I’m ready for a new chapter. Not a new start, but a new piece to the puzzle.

Photo: Part of me wants to cry thinking of my last two weeks here, and the other part of me wants to dance on top of this sign in celebration.God has been preparing me for this. He’s been changing my worries into excitement, my plans into a purpose.

Most recently, I’ve seen how God was developing me for life after college: homework. It sounds like the craziest thing, but God knew I needed the push to release my grip from this university. I have been loving my classes, well most of them. I love writing articles instead of taking tests. I love practicing my interviewing skills rather than taking citation lessons.

For two semesters now, I have accepted my career-path change with motivation for the future.

And a month ago, just about the time I started thinking of all the “lasts” I’ll experience, homework became my downfall. I despised the way professors were making me, a 22-year-old student, write a summary of a chapter to prove I had read the required number of pages. I dreaded the petty assignments that held up only as busy work.

While these weren’t exactly new emotions since being a student, they were new in this field of fun technology, events and professors.

Little by little, I became okay with these feelings. They were helping me say goodbye to the town and school that has become my home.

In a few short days I’ll walk proudly across the stage. It will not only signify the end of my college career, but also the growth I’ve had throughout these four years. I can walk tall, knowing and thanking this college for the ways it has forced me to mature in ways I never knew existed.

I can walk tall – without tripping.

Say Goodbye to Tax Season

Today I said goodbye to tax season, and my only source of income.

Thankfully, I no longer have a reason to listen to clients sighing out of impatience and unfortunately, have an excuse to read a book for seven hours straight.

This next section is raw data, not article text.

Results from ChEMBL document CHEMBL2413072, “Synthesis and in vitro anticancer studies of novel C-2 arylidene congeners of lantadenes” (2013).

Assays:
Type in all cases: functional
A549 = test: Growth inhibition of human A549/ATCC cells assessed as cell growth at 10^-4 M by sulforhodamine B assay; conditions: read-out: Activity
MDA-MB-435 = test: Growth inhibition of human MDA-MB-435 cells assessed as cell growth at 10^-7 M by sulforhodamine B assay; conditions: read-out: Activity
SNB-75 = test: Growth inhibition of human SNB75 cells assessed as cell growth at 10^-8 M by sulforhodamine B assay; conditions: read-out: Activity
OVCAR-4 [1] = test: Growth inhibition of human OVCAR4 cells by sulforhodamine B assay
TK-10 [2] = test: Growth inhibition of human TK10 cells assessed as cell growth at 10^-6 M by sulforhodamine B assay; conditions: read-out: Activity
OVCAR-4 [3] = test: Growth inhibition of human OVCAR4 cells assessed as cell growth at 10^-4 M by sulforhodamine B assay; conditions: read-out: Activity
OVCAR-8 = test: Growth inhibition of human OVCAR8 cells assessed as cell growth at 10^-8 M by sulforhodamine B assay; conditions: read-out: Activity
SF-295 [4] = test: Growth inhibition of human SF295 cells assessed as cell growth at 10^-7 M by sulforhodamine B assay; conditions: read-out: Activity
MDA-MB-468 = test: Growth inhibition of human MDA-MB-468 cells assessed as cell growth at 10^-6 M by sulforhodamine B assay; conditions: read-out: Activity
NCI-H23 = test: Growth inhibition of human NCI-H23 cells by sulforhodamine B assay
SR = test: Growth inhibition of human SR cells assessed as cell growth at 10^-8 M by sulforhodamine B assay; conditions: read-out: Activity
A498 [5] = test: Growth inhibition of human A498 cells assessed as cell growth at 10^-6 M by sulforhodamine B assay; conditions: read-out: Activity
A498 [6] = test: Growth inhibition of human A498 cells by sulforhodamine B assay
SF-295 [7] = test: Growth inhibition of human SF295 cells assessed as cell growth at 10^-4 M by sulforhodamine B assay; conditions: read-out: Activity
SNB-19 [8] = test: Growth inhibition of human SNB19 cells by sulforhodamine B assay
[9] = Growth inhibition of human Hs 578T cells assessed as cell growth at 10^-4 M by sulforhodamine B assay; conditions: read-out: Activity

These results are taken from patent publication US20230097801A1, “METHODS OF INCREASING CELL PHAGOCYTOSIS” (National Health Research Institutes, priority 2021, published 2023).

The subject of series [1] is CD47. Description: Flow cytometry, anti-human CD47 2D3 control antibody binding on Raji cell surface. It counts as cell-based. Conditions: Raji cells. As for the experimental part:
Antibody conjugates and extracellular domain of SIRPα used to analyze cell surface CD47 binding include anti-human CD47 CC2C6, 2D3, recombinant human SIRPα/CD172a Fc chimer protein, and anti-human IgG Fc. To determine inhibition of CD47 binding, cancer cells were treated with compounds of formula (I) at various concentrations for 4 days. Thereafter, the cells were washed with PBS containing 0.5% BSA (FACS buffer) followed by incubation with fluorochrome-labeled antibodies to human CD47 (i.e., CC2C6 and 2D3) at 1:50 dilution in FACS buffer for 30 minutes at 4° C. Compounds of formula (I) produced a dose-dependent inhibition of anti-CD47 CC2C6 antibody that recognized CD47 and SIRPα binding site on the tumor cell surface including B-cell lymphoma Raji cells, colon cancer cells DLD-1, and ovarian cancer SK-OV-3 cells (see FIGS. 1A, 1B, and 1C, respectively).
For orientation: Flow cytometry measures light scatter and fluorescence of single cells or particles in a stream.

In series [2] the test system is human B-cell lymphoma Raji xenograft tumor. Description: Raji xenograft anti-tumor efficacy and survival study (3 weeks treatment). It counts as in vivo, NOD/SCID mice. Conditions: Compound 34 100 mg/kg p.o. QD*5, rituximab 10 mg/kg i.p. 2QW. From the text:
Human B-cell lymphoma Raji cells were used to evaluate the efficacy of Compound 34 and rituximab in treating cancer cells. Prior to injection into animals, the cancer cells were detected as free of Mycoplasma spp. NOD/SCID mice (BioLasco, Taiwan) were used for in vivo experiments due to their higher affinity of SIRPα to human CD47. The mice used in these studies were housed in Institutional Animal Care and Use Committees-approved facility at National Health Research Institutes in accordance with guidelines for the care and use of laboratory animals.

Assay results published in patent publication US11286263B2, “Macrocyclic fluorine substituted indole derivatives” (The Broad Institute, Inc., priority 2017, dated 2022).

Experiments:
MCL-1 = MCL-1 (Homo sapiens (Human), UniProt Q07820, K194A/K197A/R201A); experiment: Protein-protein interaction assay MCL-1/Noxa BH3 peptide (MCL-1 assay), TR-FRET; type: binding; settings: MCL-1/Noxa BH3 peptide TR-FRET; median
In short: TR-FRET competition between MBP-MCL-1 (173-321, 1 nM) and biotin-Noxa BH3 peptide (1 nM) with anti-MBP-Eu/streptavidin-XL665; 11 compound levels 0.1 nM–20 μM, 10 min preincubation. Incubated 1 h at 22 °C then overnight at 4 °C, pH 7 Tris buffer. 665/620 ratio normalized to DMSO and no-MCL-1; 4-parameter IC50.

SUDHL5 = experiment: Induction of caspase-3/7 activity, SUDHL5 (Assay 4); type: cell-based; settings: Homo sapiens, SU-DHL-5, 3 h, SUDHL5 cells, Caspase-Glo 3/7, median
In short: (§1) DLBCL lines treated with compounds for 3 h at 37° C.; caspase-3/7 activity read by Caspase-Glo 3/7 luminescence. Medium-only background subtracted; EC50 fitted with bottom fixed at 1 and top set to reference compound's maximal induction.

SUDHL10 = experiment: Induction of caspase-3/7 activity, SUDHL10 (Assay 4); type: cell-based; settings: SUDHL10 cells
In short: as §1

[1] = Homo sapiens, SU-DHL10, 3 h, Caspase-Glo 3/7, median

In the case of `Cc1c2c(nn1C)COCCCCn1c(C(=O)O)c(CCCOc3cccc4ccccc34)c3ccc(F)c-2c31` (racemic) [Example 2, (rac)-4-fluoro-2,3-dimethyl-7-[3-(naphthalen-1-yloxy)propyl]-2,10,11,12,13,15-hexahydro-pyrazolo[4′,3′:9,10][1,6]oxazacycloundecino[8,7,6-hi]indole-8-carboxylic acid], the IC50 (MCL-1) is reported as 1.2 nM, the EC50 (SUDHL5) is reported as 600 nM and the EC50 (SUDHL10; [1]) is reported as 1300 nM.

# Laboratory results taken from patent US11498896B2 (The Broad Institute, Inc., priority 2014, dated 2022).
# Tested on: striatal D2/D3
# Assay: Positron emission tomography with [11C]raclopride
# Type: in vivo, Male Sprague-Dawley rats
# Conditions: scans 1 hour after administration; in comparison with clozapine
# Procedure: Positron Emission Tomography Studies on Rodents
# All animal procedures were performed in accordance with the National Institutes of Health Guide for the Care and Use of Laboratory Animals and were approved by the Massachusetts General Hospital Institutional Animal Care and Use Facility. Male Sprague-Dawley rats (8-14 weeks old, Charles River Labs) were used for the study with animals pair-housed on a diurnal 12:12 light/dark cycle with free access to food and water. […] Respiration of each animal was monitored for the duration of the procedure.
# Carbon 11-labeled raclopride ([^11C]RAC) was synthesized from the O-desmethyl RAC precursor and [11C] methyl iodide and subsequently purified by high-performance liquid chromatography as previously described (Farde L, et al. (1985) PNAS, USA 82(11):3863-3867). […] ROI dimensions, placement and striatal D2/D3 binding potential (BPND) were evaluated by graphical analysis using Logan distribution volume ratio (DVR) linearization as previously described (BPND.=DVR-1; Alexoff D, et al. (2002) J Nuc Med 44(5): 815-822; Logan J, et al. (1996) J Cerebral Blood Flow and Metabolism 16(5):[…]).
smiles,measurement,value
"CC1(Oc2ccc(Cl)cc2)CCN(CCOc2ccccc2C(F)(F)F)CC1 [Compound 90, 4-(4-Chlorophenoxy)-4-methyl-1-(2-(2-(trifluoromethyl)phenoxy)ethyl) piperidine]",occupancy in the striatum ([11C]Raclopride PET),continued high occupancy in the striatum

It came just in time too. I almost screamed at a client on my last nerve after she complained her appointment was late – well Miss Call-the-Kettle Black, maybe you should reconsider your attitude when you schedule an appointment on tax day.

Anyway… I celebrated by eating the remaining crumbs out of a cheesy garlic bread chip bag found in the office and leftover lemon cookies. I’m a little grossed out myself, to be honest, but thinking of not being forced to hear country music all day long is a cause to celebrate.

Goodnight taxes, until next year.

 

 

 

From Football to Faith

Tonight I went to dinner with a former NFL player. A gay, former NFL player I had interviewed for the school newspaper took me to dinner. That's what I'm doing. Even my own opinion doesn't matter. He calls, He equips. The glory is His.

Cool? I think so too.

Well…there were other people there too, but it was still nice and I was famous-by-association I’d say.

The really cool part though? Halfway through the dinner, this public speaker, author, singer and ex-pro player began sharing his faith. Sitting in a restaurant with members of the LGBT group on campus, he explained to a very diverse group of students and staff how happy he was to have been forgiven and loved by God.

I usually don’t divulge in many controversial topics, but this one was too great to be left behind.

Although people have their preconceive notions about famous people, gay people, football players or whoever, it comes down to something greater. It comes down to Jesus.

It all comes down to Jesus.

 

Realizing We Are All Human

I have been working at a tax office since the beginning of this year. As a receptionist with ample time to sit and people watch, I see a lot of strange things out the window.